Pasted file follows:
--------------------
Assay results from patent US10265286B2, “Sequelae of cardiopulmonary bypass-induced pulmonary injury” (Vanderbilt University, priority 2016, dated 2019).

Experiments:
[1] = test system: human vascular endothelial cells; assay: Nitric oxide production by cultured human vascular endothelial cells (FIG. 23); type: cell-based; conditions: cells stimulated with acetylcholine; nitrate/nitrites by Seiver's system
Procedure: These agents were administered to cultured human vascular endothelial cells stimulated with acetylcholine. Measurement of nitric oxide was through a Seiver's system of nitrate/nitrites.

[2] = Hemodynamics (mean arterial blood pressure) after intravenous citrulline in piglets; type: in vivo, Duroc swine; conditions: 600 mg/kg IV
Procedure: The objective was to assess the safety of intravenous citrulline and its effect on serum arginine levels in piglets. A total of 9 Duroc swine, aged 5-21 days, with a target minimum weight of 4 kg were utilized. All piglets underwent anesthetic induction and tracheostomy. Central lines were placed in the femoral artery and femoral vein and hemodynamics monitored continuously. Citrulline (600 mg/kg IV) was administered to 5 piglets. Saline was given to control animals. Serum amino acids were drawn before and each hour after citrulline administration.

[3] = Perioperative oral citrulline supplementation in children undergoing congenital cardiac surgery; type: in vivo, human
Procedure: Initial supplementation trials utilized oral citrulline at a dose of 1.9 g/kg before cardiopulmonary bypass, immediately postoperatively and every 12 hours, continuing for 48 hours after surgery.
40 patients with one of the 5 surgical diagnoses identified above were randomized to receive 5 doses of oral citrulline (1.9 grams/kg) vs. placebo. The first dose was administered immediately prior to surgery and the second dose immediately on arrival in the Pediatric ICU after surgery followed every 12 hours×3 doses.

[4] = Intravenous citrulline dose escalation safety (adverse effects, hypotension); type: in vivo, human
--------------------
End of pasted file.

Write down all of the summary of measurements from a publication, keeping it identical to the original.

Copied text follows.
Assay results from patent US10265286B2, “Sequelae of cardiopulmonary bypass-induced pulmonary injury” (Vanderbilt University, priority 2016, dated 2019).

Experiments:
[1] = test system: human vascular endothelial cells; assay: Nitric oxide production by cultured human vascular endothelial cells (FIG. 23); type: cell-based; conditions: cells stimulated with acetylcholine; nitrate/nitrites by Seiver's system
Procedure: These agents were administered to cultured human vascular endothelial cells stimulated with acetylcholine. Measurement of nitric oxide was through a Seiver's system of nitrate/nitrites.

[2] = Hemodynamics (mean arterial blood pressure) after intravenous citrulline in piglets; type: in vivo, Duroc swine; conditions: 600 mg/kg IV
Procedure: The objective was to assess the safety of intravenous citrulline and its effect on serum arginine levels in piglets. A total of 9 Duroc swine, aged 5-21 days, with a target minimum weight of 4 kg were utilized. All piglets underwent anesthetic induction and tracheostomy. Central lines were placed in the femoral artery and femoral vein and hemodynamics monitored continuously. Citrulline (600 mg/kg IV) was administered to 5 piglets. Saline was given to control animals. Serum amino acids were drawn before and each hour after citrulline administration.

[3] = Perioperative oral citrulline supplementation in children undergoing congenital cardiac surgery; type: in vivo, human
Procedure: Initial supplementation trials utilized oral citrulline at a dose of 1.9 g/kg before cardiopulmonary bypass, immediately postoperatively and every 12 hours, continuing for 48 hours after surgery.
40 patients with one of the 5 surgical diagnoses identified above were randomized to receive 5 doses of oral citrulline (1.9 grams/kg) vs. placebo. The first dose was administered immediately prior to surgery and the second dose immediately on arrival in the Pediatric ICU after surgery followed every 12 hours×3 doses.

[4] = Intravenous citrulline dose escalation safety (adverse effects, hypotension); type: in vivo, human